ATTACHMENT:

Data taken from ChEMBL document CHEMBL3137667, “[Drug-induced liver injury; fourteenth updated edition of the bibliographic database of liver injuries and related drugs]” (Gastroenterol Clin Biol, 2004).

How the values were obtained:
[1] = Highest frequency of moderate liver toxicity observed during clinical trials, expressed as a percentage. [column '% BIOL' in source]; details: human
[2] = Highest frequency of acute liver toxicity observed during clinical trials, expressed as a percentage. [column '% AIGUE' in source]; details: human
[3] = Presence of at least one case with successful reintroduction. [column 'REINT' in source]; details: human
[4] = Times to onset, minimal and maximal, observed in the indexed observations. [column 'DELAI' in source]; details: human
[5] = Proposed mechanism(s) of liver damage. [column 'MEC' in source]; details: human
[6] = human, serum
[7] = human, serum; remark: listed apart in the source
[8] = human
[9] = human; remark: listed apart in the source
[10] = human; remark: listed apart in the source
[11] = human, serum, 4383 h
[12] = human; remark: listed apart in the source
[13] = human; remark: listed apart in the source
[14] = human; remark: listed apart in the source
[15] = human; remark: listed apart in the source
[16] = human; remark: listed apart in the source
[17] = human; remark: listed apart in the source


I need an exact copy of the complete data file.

Data taken from ChEMBL document CHEMBL3137667, “[Drug-induced liver injury; fourteenth updated edition of the bibliographic database of liver injuries and related drugs]” (Gastroenterol Clin Biol, 2004).

How the values were obtained:
[1] = Highest frequency of moderate liver toxicity observed during clinical trials, expressed as a percentage. [column '% BIOL' in source]; details: human
[2] = Highest frequency of acute liver toxicity observed during clinical trials, expressed as a percentage. [column '% AIGUE' in source]; details: human
[3] = Presence of at least one case with successful reintroduction. [column 'REINT' in source]; details: human
[4] = Times to onset, minimal and maximal, observed in the indexed observations. [column 'DELAI' in source]; details: human
[5] = Proposed mechanism(s) of liver damage. [column 'MEC' in source]; details: human
[6] = human, serum
[7] = human, serum; remark: listed apart in the source
[8] = human
[9] = human; remark: listed apart in the source
[10] = human; remark: listed apart in the source
[11] = human, serum, 4383 h
[12] = human; remark: listed apart in the source
[13] = human; remark: listed apart in the source
[14] = human; remark: listed apart in the source
[15] = human; remark: listed apart in the source
[16] = human; remark: listed apart in the source
[17] = human; remark: listed apart in the source